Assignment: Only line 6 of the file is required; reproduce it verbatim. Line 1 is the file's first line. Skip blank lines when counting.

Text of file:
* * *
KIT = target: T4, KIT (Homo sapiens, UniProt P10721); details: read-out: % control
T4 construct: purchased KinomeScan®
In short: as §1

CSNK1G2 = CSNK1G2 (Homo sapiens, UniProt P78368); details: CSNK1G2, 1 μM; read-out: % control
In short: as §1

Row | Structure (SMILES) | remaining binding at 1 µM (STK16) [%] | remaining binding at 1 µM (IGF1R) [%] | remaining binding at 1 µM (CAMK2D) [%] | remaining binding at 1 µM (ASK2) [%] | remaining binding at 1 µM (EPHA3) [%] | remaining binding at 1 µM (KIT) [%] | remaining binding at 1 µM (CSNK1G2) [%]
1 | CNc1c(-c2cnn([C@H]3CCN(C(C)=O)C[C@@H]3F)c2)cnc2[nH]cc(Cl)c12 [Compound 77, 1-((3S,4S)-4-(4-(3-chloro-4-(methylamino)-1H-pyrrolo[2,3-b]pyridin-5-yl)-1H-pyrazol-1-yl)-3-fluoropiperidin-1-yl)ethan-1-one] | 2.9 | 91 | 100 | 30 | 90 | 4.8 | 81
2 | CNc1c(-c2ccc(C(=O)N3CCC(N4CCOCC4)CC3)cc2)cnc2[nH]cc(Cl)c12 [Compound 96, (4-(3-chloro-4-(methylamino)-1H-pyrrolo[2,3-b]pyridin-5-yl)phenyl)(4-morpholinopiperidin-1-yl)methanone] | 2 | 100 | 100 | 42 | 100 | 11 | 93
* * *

Row | Structure (SMILES) | remaining binding at 1 µM (STK16) [%] | remaining binding at 1 µM (IGF1R) [%] | remaining binding at 1 µM (CAMK2D) [%] | remaining binding at 1 µM (ASK2) [%] | remaining binding at 1 µM (EPHA3) [%] | remaining binding at 1 µM (KIT) [%] | remaining binding at 1 µM (CSNK1G2) [%]